Upon the end of World War II, many people that survived the atomic bombs in Hiroshima and Nagasaki immigrated to America. Coping with both physical and mental trauma, the survivors have lived quietly in a country that was once considered their “state’s enemy.”
Sixty-four years later, two former high school friends began their journey to seek the “Hiroshima” and “Nagasaki” deeply ingrained in the collective psyche of modern Japan. As the two drove down the American West Coast, visiting 18 A-bomb survivors as well as a Holocaust survivor, they came to realize the cruel nature of psychological trauma. With the vast landscape of American West in their background, the two explored the scars left by the atomic bombs and reflected on their Japanese identities.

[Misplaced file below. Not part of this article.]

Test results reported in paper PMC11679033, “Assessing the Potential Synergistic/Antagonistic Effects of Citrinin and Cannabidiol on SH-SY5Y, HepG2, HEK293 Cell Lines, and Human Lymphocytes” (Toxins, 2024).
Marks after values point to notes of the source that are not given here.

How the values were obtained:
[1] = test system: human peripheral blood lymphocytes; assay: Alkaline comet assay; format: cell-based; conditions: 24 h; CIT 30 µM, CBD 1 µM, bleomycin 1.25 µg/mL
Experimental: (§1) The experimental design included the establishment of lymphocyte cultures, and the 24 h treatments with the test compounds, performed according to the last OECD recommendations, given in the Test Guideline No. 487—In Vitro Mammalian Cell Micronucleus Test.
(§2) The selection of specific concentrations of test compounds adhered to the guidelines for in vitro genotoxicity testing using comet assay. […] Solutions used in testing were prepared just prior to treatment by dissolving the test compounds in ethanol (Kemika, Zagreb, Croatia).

Takeda, a director based in Mexico, has followed Hiroshima/Nagasaki survivors in North and South America for the last five years.
There will be a Q&A after the screening with the filmmaker.
Presented in collaboration with The George and Sakaye Aratani Endowed Chair, Asian American Studies Center, UCLA.
For more information, call (213) 625-0414 or visit www.janm.org.